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First impressions were great. All the bells and whistles you could want. Only problem is the range. Originally coming up with 270 miles indicated for the first month. Liverpool and back could, in theory be done comfortably on a 3 stop strategy at 170 miles per run driving gently. Then... first ecotricity charging point was down, next was OK until a fault occurred between the car and the ecotricity CCS fast charge unit so only another 40 miles charge was added...and so it went on. What was a 9 hour round trip turned into 18. Multiple chargers just didn't like the Kia. Stress I've never had driving before, OK I was spoilt with a Mazda CX5 diesel but.... And now, despite setting the range to reset after every charge, it maxes out at 229 miles range. Took it into the local dealer/service provider in Cornwall, they ran it through the machines and... 'there seems to be a communication problem with the charger, try it again and come back to us if it doesn't improve'. Guess what. It didn't. Kia dealer is now saying 'it can lose 20% range in cold weather'. This isn't Alaska and...let me guess, if you use the A/C in the summer.....? Final insult was that I need to get my wife to a long delayed hospital appointment which is in the next county. 'We can't get you a courtesy car for another two weeks and, in any case our manager will not allow courtesy cars out of the county.' WHAT????? So now I have the dilemma that I risk not finding a charging point that works for the 250mile round trip to the hospital or go hire a proper car.
Bottom line. Don't get one unless you never, ever, go more than local journeys, or shell out for a Tesla. Serves me right for trying to go green. I miss my Mazda
Renault's website has a very good tool showing the effect of speed and temperature on the range of the Zoe, but this is not an issue that affects only electric cars.
Cold temperatures means that it takes longer for an ICE engine to reach operating temperature, it increases the demand on the heating and electrical systems and tyre pressures decreases slightly. Also as cold air is denser so it increases the aerodynamic drag. None of these issues are EV only issues.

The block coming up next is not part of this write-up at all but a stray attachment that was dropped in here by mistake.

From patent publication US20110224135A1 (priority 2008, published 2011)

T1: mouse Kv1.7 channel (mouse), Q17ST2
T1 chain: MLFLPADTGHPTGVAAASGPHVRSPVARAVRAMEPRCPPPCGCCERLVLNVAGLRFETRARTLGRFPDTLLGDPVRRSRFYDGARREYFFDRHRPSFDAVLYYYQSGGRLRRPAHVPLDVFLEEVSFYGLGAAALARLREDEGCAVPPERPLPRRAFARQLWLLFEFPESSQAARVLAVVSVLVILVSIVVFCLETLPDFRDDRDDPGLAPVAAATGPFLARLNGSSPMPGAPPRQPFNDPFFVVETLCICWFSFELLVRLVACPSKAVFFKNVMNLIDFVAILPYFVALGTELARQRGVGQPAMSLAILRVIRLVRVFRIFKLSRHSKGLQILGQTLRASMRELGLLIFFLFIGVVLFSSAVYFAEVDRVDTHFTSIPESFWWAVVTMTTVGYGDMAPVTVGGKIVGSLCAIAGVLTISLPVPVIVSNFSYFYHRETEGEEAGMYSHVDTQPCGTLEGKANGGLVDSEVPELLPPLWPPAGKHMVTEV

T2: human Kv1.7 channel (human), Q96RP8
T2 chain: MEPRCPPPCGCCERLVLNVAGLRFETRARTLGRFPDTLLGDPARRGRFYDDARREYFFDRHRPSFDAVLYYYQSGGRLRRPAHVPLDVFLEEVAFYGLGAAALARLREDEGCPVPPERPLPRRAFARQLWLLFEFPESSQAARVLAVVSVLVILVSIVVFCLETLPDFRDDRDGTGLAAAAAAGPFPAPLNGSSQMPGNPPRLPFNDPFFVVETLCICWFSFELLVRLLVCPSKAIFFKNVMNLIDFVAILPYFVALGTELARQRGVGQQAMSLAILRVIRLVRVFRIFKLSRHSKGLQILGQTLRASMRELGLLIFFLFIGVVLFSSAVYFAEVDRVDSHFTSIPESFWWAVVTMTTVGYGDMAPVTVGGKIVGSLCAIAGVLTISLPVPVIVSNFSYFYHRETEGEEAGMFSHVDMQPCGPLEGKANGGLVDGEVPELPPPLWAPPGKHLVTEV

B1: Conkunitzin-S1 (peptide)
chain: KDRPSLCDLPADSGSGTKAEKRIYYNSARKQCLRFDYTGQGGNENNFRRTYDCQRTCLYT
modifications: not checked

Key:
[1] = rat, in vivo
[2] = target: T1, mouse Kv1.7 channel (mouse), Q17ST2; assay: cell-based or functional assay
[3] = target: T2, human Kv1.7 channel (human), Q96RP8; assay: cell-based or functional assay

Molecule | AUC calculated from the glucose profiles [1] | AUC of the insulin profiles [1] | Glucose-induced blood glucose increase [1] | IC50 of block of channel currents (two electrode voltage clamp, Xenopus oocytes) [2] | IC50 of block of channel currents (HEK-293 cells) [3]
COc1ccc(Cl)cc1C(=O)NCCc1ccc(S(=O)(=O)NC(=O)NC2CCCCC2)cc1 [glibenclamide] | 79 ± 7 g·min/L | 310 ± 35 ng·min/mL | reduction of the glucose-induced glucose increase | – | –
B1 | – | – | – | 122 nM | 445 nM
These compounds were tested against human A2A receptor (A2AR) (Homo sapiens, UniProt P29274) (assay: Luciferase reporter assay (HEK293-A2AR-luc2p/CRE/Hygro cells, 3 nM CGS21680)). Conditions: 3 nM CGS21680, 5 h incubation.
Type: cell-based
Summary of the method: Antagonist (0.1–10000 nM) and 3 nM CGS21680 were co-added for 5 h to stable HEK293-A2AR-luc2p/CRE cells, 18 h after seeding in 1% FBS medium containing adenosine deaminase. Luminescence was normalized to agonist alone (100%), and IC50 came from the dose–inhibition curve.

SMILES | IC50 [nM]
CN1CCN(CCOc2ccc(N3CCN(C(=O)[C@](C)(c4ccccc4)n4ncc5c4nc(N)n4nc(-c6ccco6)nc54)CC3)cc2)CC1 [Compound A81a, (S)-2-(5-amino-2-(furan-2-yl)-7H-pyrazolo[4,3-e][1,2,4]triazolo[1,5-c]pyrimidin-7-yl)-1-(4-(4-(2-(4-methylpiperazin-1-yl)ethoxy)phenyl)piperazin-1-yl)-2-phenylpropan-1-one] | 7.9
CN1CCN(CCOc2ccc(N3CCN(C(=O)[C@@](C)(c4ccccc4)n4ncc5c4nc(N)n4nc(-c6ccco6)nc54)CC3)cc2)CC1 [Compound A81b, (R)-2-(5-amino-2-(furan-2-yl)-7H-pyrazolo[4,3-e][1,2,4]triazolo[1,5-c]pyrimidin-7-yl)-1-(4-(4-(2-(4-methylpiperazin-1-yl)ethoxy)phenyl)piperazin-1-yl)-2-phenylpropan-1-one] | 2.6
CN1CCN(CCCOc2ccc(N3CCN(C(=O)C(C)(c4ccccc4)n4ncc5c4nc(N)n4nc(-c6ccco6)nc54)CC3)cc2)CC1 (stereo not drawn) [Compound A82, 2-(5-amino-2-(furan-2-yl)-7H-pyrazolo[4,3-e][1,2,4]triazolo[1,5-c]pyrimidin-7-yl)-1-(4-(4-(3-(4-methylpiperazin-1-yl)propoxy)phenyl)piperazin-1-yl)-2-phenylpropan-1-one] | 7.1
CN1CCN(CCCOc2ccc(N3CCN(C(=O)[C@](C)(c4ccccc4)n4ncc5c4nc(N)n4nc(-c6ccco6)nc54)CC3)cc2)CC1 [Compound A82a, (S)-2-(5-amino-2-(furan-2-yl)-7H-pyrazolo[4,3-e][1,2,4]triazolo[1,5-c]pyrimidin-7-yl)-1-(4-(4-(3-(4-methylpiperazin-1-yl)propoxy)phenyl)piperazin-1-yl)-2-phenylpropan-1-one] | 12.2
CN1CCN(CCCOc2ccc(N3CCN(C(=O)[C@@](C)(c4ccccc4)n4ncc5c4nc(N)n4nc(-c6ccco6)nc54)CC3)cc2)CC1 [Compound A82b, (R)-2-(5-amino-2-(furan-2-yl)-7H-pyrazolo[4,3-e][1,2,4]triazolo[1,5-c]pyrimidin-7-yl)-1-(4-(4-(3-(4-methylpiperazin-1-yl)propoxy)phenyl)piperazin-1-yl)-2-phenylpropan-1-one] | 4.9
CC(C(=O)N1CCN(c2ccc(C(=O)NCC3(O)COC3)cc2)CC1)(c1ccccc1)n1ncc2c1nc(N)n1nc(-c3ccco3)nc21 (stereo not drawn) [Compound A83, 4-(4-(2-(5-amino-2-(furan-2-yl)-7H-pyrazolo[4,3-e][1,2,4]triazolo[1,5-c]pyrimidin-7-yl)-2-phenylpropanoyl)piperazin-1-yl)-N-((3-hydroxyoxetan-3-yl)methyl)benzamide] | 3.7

The US Environmental Protection Agency state that on a normal commute, fuel consumption can increase by up to 28% in colder weather.
I think the issue with EV's is that the Range Estimator is a lot more accurate than an ICE car. I have never driven an ICE car where this was even close to guessing the range, and the fuel guages always seemed to slowly drop from full to half and then plummet the last half.
The use of air conditioning in an ICE car increases fuel consumption by up to 10%.

The charging network is still somewhat hit and miss, although it is now very much more hit than miss. Unfortuately, Ecotricity chargers are renown for been a very weak link. I have only tried to use one once and I learnt my lesson. But new providers are starting to place chargers at motorway service stations or very near to many junctions. Zapmap is your friend in planning longer journeys.
 

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The main problem is still range anxiety isn't it. The chances of pulling up in a petrol station that is broken or non compatible is near enough zero and then there's probably another one around the corner. I think there is still a lot of work to be done on the infrastructure to improve things.
 

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The main problem is still range anxiety isn't it. The chances of pulling up in a petrol station that is broken or non compatible is near enough zero and then there's probably another one around the corner. I think there is still a lot of work to be done on the infrastructure to improve things.
No, range anxiety isn't an issue with the current Soul EV. Why should it when you can do 280 miles in the summer. You will drive past many rapid chargers in that distance, so one of them is bound to be working.

Range anxiety was more of an issue when EV's had a small range, the first Leaf had a range of about 75 miles and there was a sparse charging network. Some older cars also lacked the ability to rapid charge, making longer journey's a bit of a lottery.

The charging network is far from perfect, but it is getting better virtually every single day
 

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First impressions were great. All the bells and whistles you could want. Only problem is the range. Originally coming up with 270 miles indicated for the first month. Liverpool and back could, in theory be done comfortably on a 3 stop strategy at 170 miles per run driving gently. Then... first ecotricity charging point was down, next was OK until a fault occurred between the car and the ecotricity CCS fast charge unit so only another 40 miles charge was added...and so it went on. What was a 9 hour round trip turned into 18. Multiple chargers just didn't like the Kia. Stress I've never had driving before, OK I was spoilt with a Mazda CX5 diesel but.... And now, despite setting the range to reset after every charge, it maxes out at 229 miles range. Took it into the local dealer/service provider in Cornwall, they ran it through the machines and... 'there seems to be a communication problem with the charger, try it again and come back to us if it doesn't improve'. Guess what. It didn't. Kia dealer is now saying 'it can lose 20% range in cold weather'. This isn't Alaska and...let me guess, if you use the A/C in the summer.....? Final insult was that I need to get my wife to a long delayed hospital appointment which is in the next county. 'We can't get you a courtesy car for another two weeks and, in any case our manager will not allow courtesy cars out of the county.' WHAT????? So now I have the dilemma that I risk not finding a charging point that works for the 250mile round trip to the hospital or go hire a proper car.